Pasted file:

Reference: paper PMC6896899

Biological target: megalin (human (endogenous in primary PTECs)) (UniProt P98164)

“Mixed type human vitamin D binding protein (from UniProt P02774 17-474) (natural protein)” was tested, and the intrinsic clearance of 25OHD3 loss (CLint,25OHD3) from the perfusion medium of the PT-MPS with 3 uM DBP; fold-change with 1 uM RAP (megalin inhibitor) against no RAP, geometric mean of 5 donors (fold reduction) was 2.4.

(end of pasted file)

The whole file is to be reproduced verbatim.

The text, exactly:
Reference: paper PMC6896899

Biological target: megalin (human (endogenous in primary PTECs)) (UniProt P98164)

“Mixed type human vitamin D binding protein (from UniProt P02774 17-474) (natural protein)” was tested, and the intrinsic clearance of 25OHD3 loss (CLint,25OHD3) from the perfusion medium of the PT-MPS with 3 uM DBP; fold-change with 1 uM RAP (megalin inhibitor) against no RAP, geometric mean of 5 donors (fold reduction) was 2.4.